This is the second of a five part series from Powderhook.
Our Outdoor Future: Five Insights for the Future of Hunting, Fishing and Shooting Sports
“A simpler, more open and transparent way of doing business across our industry is the only way we can ensure the future of our way of life.”
Eric Dinger, co-founder and CEO, Powderhook
In a little under two years of work on the access problem, Powderhook has learned a lot. Based on what we’ve learned, we’ve created five concepts we believe to be imperative for the future of our way of life. These insights represent, in our view, a cultural shift in thinking for our industry. Examples from other industries are provided as a means to rationalize each argument. It is our hope this series can serve as a springboard for new ideas and better solutions.
INSIGHT TWO: AGENCIES AND NGOs MUST ENABLE ECONOMIC INCENTIVE FOR THE PRIVATE SECTOR
An immense inventory of untapped access exists. Hundreds of hunter-ed courses have empty seats, shooting competitions can add more shooters, fundraising banquets have empty tables, fishing tournaments can add teams, private lands in public access programs go underutilized, and countless leases sit idle waiting for deer season. The challenge for the hunter, angler and shooter is a fragmentation of information. There is no single place to find out where to go and what’s going on. Worse, options for things to do outdoors are not available on the websites people customarily use to find things to do. We aren’t helping people find us on their terms, we’re making them work to find us on our terms.
The key information keepers of the outdoor community are the leading NGOs and our state and federal agencies. Each has done a noble job of trying to be a source for aggregated information. But, that each is doing so independent of the other speaks to the problem, not the solution. Our leading NGOs along with our federal and state agencies must push us forward by creating an economic incentive for new entrants to the market to help with access and R3 problems. Private industry needs to be able to make money by directly aiding the process of getting people outdoors. Cabela’s should be selling access at retail. I should be able to sign-up for fishing tournaments on the Bass Pro Shops website. GunBroker.com should be selling Ducks Unlimited banquet tickets. Expedia should be booking campgrounds. Airbnb should be adding fishing licenses onto their lakefront home rental transactions. MidwayUSA should be taking registrations for 3-gun competitions.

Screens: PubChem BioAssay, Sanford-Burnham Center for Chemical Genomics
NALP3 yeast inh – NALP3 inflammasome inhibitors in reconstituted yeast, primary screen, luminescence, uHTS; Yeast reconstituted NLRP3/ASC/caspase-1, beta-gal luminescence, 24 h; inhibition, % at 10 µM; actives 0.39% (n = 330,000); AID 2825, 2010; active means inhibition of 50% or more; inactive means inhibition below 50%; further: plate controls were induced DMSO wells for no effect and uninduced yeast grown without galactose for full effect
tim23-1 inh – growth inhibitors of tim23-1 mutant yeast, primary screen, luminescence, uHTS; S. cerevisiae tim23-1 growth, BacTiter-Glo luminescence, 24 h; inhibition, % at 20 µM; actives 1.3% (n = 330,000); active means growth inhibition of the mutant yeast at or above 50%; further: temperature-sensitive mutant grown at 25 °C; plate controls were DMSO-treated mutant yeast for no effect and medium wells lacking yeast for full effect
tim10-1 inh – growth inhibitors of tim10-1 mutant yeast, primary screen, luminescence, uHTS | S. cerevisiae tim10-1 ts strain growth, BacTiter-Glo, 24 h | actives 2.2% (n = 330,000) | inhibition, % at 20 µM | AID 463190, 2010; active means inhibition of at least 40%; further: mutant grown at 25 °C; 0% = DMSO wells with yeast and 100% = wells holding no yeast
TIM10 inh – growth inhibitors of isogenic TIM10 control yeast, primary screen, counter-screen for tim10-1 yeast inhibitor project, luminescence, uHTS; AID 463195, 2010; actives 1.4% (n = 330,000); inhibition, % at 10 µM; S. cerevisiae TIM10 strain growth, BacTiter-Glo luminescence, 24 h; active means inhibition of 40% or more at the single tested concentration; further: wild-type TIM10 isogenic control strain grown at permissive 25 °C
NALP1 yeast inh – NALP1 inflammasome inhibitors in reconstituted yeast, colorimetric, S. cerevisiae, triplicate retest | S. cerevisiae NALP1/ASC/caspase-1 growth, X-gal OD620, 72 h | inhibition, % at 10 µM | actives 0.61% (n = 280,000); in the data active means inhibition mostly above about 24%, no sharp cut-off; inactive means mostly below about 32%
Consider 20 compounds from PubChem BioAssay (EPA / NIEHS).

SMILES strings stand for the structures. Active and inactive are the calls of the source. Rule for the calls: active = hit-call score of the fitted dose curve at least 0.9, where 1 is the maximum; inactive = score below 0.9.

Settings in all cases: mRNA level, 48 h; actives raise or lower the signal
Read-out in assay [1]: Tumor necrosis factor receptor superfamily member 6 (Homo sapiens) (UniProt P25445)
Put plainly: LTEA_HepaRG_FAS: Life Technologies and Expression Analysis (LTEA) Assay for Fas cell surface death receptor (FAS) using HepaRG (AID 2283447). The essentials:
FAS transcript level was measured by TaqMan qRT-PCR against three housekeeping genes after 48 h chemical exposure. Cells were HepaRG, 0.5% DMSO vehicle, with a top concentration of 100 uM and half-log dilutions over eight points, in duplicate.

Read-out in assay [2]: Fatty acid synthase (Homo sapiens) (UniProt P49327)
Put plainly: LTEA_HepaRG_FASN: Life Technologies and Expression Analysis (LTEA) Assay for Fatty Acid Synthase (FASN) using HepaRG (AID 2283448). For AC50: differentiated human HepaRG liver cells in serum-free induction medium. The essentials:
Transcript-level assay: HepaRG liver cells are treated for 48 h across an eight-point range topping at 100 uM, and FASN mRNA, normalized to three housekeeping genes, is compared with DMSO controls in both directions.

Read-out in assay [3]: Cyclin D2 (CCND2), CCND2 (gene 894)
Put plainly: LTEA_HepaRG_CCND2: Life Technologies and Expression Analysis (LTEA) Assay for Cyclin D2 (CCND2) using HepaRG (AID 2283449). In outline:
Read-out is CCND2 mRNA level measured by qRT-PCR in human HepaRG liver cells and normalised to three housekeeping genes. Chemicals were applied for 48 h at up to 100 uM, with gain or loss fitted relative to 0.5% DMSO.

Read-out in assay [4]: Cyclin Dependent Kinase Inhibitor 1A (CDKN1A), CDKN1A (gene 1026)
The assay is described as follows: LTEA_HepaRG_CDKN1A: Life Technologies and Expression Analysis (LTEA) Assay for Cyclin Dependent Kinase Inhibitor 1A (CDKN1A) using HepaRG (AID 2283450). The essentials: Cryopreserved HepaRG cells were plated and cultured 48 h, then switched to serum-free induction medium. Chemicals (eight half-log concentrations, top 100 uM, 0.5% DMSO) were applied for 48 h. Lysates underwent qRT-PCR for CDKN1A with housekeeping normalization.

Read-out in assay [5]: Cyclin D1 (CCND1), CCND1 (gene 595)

The travel industry serves as a great model for us to observe, in a tool called a Global Distribution System or “GDS.” Hoteliers, rental car companies and airlines all allow direct consumption via their individual websites. For example, you can buy a United flight on United.com. In much the same way we’re advocating the outdoor industry evolve, those same companies allow hundreds of other websites to make money from booking their inventory. For example, you also can buy a United flight on Travelocity.com. Travelocity makes money, United makes money and more people travel more often. That economic incentive has lead to billions of additional dollars spent in marketing, advertising and product development. In a time when our industry desperately needs to recruit new people, adding additional private sales channels is a must.
While we’ve only been in the industry for a couple years, it has become our belief that our agency and NGO friends face nearly impossible odds in changing the tide in our industry. The agencies and NGOs we’ve gotten to know are running dozens of different lines of business, from marketing agency and publisher to range operator and event planner. Because of this construct and the built-in inefficiency, resources become strapped, and effectiveness and innovation are swapped for status quo in the interest of just plain getting the work done each day.
We believe a simplification of the agency and NGO business model through the adoption of this “information wholesaler” mindset can have a drastic impact on the output of these organizations and the effectiveness of their role in the broader industry. Plus, if private companies can participate, who knows who will jump in and help us get people out hunting, fishing and shooting?
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